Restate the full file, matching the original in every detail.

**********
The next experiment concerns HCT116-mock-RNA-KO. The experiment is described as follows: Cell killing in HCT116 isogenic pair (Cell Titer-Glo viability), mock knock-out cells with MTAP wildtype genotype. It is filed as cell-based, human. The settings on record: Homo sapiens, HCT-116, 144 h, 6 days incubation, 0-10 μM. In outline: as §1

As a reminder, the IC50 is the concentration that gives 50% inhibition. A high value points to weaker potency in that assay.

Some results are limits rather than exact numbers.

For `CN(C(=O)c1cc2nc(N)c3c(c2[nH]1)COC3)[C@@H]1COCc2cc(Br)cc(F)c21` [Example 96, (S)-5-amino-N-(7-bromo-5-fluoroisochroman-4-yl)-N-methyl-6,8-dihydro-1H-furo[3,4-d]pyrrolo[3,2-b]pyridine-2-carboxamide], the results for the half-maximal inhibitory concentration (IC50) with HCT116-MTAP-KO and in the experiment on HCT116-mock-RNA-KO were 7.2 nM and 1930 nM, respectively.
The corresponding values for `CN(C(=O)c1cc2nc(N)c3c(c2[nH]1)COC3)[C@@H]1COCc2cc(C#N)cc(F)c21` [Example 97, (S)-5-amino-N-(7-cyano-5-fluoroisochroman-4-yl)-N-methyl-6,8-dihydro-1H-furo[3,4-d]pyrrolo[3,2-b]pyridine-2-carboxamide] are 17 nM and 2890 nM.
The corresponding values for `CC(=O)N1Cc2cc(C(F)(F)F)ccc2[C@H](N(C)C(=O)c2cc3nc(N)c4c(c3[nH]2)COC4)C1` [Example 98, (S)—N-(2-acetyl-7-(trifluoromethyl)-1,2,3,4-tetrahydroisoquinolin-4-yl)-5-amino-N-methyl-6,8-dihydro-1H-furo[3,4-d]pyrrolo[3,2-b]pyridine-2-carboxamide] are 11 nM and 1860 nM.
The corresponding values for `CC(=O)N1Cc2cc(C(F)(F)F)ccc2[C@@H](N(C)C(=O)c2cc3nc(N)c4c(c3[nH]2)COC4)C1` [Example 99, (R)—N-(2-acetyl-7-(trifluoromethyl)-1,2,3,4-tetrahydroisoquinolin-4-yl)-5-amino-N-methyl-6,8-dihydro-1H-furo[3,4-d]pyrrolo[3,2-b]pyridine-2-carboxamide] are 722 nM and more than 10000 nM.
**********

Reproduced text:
The next experiment concerns HCT116-mock-RNA-KO. The experiment is described as follows: Cell killing in HCT116 isogenic pair (Cell Titer-Glo viability), mock knock-out cells with MTAP wildtype genotype. It is filed as cell-based, human. The settings on record: Homo sapiens, HCT-116, 144 h, 6 days incubation, 0-10 μM. In outline: as §1

As a reminder, the IC50 is the concentration that gives 50% inhibition. A high value points to weaker potency in that assay.

Some results are limits rather than exact numbers.

For `CN(C(=O)c1cc2nc(N)c3c(c2[nH]1)COC3)[C@@H]1COCc2cc(Br)cc(F)c21` [Example 96, (S)-5-amino-N-(7-bromo-5-fluoroisochroman-4-yl)-N-methyl-6,8-dihydro-1H-furo[3,4-d]pyrrolo[3,2-b]pyridine-2-carboxamide], the results for the half-maximal inhibitory concentration (IC50) with HCT116-MTAP-KO and in the experiment on HCT116-mock-RNA-KO were 7.2 nM and 1930 nM, respectively.
The corresponding values for `CN(C(=O)c1cc2nc(N)c3c(c2[nH]1)COC3)[C@@H]1COCc2cc(C#N)cc(F)c21` [Example 97, (S)-5-amino-N-(7-cyano-5-fluoroisochroman-4-yl)-N-methyl-6,8-dihydro-1H-furo[3,4-d]pyrrolo[3,2-b]pyridine-2-carboxamide] are 17 nM and 2890 nM.
The corresponding values for `CC(=O)N1Cc2cc(C(F)(F)F)ccc2[C@H](N(C)C(=O)c2cc3nc(N)c4c(c3[nH]2)COC4)C1` [Example 98, (S)—N-(2-acetyl-7-(trifluoromethyl)-1,2,3,4-tetrahydroisoquinolin-4-yl)-5-amino-N-methyl-6,8-dihydro-1H-furo[3,4-d]pyrrolo[3,2-b]pyridine-2-carboxamide] are 11 nM and 1860 nM.
The corresponding values for `CC(=O)N1Cc2cc(C(F)(F)F)ccc2[C@@H](N(C)C(=O)c2cc3nc(N)c4c(c3[nH]2)COC4)C1` [Example 99, (R)—N-(2-acetyl-7-(trifluoromethyl)-1,2,3,4-tetrahydroisoquinolin-4-yl)-5-amino-N-methyl-6,8-dihydro-1H-furo[3,4-d]pyrrolo[3,2-b]pyridine-2-carboxamide] are 722 nM and more than 10000 nM.